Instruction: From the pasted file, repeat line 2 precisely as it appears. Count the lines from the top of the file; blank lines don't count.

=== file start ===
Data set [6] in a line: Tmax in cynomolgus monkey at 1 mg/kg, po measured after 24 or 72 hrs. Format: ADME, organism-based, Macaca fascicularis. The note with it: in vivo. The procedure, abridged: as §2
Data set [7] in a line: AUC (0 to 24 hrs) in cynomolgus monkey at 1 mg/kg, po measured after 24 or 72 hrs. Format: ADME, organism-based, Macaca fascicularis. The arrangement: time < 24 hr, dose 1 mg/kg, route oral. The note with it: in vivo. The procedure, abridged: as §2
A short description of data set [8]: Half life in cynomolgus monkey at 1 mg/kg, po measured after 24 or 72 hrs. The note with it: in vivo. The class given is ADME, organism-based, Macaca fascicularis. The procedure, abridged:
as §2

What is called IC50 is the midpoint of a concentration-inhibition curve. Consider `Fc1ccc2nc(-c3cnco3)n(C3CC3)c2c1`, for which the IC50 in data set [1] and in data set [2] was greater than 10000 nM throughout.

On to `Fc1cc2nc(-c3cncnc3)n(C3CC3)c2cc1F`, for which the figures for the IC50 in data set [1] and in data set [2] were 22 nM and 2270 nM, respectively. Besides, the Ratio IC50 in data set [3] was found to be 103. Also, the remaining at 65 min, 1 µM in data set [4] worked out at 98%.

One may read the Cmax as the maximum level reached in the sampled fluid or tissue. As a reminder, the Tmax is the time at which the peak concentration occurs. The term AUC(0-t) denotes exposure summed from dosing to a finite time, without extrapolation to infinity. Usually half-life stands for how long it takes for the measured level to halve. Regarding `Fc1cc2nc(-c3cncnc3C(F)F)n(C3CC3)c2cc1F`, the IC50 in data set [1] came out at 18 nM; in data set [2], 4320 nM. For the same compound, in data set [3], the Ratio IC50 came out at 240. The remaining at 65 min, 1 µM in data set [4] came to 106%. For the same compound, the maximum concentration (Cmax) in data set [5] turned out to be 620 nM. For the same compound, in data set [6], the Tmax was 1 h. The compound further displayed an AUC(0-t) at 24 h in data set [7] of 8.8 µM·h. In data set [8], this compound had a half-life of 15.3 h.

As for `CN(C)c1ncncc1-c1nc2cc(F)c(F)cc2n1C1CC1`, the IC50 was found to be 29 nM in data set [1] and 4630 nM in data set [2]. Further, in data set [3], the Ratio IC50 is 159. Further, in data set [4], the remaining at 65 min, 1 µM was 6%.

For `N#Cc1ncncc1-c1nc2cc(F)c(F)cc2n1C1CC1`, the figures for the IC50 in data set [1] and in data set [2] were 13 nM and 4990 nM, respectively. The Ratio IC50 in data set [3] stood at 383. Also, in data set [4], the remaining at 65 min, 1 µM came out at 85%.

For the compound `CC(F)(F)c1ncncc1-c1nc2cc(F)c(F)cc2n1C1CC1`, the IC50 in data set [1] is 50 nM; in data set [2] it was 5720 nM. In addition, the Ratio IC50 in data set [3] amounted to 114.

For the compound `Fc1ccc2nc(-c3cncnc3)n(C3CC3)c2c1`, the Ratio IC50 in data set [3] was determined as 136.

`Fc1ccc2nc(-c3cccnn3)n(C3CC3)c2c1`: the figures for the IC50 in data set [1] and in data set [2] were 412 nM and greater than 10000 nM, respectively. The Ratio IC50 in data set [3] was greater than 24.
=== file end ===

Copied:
Data set [7] in a line: AUC (0 to 24 hrs) in cynomolgus monkey at 1 mg/kg, po measured after 24 or 72 hrs. Format: ADME, organism-based, Macaca fascicularis. The arrangement: time < 24 hr, dose 1 mg/kg, route oral. The note with it: in vivo. The procedure, abridged: as §2